When then president Olusegun Obasanjo declared in 2004 that there were no homosexuals in Nigeria, Bisi Alimi—a 29 year old gay man—decided to prove him wrong. So, he went on New Dawn, the most popular show in the country, and became the first Nigerian to out himself on national television.

“I wanted to put a face to homosexuality in Nigeria,” Alimi says. “I found that I had the platform to do it, and I chose to make a difference and start a conversation around the issue.”

Two years later, a same-sex marriage prohibition bill was introduced and passed, but was eventually dropped in 2007—the year Alimi was beaten nearly to death, robbed and ultimately driven from Nigeria. The Senate reintroduced and adopted the bill in 2011.

Last week, Nigeria’s House of Representatives finally passed the bill. If approved and signed into law, gay marriage, same-sex “amorous relationships,” membership in gay rights groups and even knowing someone is gay and not reporting them could leave offending Nigerians facing up to 14 years in prison.

But in the second most religious country in the world, where 97 percent of people believe that homosexuality is unacceptable, the bill may have been unnecessary.

“No one is agitating for the right to marry or placing demands on the Nigerian government, so this is a shock,” says Ifeanyi K. Orazulike, executive director of the International Center for Advocacy on Rights to Health based in Lagos.

In spite of what the abundance of laws against it implies, “homosexuality is a non-issue as far as the people are concerned,” according to Ayo Sogunro, a corporate lawyer and outspoken Nigerian with an eponymous blog. “It’s never been a social issue, it’s never really been a part of the national discussion. But the novelty has certainly drawn attention, which is exactly what certain legislators want.”

In a brilliant analysis of “Why You Should Be Worried About Nigeria’s Anti-Gay Law,” Sogunro argues that the bill is a diversionary tactic, the work of ineffectual politicians looking to distract the public from their purposeful impotence. He says:

Like the Greek gift, the goal of the legislature is to secure the affections of the unthinking Nigerians through a diversionary illusion while plundering us through other orifices. The threat of Boko Haram—and now Hezbollah, the devaluation of the currency, the escalating corruption in the public service, the rising price of goods, the unavailability of electric power—and several more—are far more real and dangerous threats to the welfare of the average Nigerian than the marital issues of homosexuals.

Indeed, the bill was initially viewed by Nigerians in 2007 as an attempt by former president Obasanjo to distract the public, since it was being pushed at the same time as a bill meant to change the constitutional limit on the number of presidential terms (so he could serve a third term).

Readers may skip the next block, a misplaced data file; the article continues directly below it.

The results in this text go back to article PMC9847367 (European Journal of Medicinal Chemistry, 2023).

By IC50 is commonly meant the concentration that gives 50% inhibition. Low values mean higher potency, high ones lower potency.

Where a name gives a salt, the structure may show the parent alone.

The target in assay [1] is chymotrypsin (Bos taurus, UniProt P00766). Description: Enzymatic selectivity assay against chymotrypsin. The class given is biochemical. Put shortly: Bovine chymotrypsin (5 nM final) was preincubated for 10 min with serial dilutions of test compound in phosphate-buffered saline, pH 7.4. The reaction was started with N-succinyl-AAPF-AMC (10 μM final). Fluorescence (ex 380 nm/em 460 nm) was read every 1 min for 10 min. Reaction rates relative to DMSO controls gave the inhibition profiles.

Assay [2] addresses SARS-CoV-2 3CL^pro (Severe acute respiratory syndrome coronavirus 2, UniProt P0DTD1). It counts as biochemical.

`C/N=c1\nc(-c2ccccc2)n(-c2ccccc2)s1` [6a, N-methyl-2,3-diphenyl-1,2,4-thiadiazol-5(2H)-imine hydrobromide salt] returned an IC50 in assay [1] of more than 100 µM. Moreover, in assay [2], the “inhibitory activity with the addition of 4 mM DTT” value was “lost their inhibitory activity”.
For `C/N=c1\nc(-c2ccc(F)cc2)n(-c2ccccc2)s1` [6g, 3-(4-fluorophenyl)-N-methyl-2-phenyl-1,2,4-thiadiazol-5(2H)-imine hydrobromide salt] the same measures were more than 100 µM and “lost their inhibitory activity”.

Advocates are particularly concerned about the part of the bill that would punish people who provide services to gays.

“It will be a bad situation, not only for the gay community, but for the organizations providing assistance to them,” says Ifeanyi Orazulike. “It’s a deliberate act to target them and make things tougher for homosexuals, and it could be devastating for people.”

According to him, an inside source has said the government is going to speed up the process and compel the president to sign the bill into law within the next 20 days.

“We’re not sure that it will happen, but we’re worried,” says Orazulike.

And while the bill itself is bad enough, there’s concern over ramifications for the entire region.

“This will have a spillover effect on many African countries,” Bisi Alimi says from his new home in London. “The original bill already inspired copies in Uganda, Sierra Leone, Liberia. So if Nigeria can get away with this, criminalizing same-sex marriage will become fashionable in Africa.”

Now, Alimi longs for Nigeria, but knows there’s no going back.

“I wish I was there to help fight,” he says. “I would say that I’m getting by, learning to make my way, but I haven’t set my eyes on my family in six years and I miss them. I know if I go back, I’ll mess up the opportunity for asylum for other gay men suffering around the world, so I won’t go,” he says. “I just want to be sure we’re not quiet. I urge everyone around the world to pressure the national assembly to make sure [the bill] doesn’t pass.”

Bolanle Omisore is a freelance journalist who covers business, energy and environment news from the African continent. Follow her on Twitter @venerableladyB.